The arrest of country singer Randy Travis for DWI in Texas made national headlines last year. Even after he pled guilty to DWI, a legal battle continued about whether dashcam video footage of the incident could be released to the public.
Now a state appeals court has ruled that the footage must be released to the public, Taste of Country has reported.
On Aug. 7, 2012, the singer was arrested in Tioga, Texas, after crashing his car. As well as being arrested on suspicion of DWI, he was also booked for a “retaliation and obstruction” charge. The charge followed a claim he “verbally threatened” a police officer as he was being cuffed. The country singer was reported to be naked at the time of his arrest just before midnight.
He admitted a DWI in exchange for the obstruction and retaliation charges being dropped, according to reports.
Due to the singer’s celebrity and the unusual circumstances of his arrest, there was considerable interest in the dashcam video from the police car. Requests were made under the Freedom of Information Act for the footage.
The country star filed a lawsuit to prevent the video from going public. However, a judge sided with the office of the Attorney General – at the time Greg Abbott – which argued the footage was a matter of public interest.
Travis appealed to the Austin-based 3rd Court of Appeals. Lawyers acting for the singer argued the video was exempt from release to the public because it depicted Travis suffering from mental and medical conditions.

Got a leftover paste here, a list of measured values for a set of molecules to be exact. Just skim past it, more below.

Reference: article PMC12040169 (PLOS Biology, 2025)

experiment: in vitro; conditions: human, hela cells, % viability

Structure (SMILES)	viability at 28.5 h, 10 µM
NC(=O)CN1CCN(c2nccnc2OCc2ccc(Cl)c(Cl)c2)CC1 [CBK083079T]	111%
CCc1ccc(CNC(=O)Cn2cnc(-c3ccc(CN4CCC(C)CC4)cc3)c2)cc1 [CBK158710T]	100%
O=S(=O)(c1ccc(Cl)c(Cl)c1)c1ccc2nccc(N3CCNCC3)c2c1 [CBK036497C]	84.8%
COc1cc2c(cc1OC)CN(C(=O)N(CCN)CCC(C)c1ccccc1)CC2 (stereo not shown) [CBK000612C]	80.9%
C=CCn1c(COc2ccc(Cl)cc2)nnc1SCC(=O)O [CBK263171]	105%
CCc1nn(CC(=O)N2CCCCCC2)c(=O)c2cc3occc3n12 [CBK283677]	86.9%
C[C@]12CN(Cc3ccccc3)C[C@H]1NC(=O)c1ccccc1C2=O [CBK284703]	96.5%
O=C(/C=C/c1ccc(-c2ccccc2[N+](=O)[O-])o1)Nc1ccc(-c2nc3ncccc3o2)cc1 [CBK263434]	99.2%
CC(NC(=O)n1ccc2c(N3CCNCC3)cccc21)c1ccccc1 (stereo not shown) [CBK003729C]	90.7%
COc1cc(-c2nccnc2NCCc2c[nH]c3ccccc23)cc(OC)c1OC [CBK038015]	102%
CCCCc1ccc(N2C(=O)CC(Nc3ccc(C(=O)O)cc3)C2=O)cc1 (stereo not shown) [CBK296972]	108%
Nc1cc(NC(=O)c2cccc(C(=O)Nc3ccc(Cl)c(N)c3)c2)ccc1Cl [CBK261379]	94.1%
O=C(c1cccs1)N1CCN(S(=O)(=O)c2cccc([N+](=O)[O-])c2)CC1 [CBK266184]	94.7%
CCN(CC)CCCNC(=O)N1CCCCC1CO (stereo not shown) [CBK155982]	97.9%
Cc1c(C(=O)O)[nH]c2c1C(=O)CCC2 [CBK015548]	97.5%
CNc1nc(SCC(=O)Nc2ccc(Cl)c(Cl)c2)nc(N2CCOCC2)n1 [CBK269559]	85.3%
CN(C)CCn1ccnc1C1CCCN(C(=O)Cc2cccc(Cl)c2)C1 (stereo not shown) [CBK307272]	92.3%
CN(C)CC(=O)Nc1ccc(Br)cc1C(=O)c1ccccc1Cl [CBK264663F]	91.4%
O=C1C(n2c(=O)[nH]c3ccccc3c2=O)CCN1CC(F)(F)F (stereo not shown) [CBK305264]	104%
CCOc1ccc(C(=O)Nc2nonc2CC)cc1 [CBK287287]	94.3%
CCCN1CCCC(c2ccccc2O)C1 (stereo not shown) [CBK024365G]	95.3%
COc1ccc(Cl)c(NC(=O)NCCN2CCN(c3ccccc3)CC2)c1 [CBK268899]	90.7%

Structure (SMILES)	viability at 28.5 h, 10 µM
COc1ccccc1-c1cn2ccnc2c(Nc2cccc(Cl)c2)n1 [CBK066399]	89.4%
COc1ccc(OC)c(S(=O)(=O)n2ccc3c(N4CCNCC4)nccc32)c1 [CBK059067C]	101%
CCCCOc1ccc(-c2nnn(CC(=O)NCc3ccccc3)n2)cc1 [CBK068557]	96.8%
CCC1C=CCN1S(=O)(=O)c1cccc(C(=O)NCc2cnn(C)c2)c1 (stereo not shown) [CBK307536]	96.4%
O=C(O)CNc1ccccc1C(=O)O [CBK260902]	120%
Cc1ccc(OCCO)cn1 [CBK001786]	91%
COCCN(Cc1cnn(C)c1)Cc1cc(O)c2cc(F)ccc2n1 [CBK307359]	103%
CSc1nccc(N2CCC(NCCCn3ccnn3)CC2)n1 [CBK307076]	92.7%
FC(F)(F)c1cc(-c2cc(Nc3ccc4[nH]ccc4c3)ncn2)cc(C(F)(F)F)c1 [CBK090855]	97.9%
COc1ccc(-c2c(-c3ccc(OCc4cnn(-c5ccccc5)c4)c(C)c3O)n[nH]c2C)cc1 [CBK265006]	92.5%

A report in The Statesman claimed he argued his privacy rights would be infringed because he was sleep-deprived, medicated and suffering from a post-collision condition at the time it was filmed.
During the August hearing, Chief Justice Jeff Rose argued the video did not fall within Texas’ medical exemptions. He said privacy protections are not applicable when actions take place in a public location.
Lawyers acting for Travis plan to appeal the decision to the Texas Supreme Court, claiming the decision impacts the privacy rights of individuals with mental health and medical issues.
Travis suffered a life-threatening stroke almost a year after the DWI incident but plans to return to singing.
The Randy Travis episode highlights how a DWI can be devastating for your career. The criminal and civil courts are usually stacked against the defendant in these cases, even if there is a suggestion that he or she is suffering from a mental illness. This case raises some interesting questions about whether police evidence should be made public.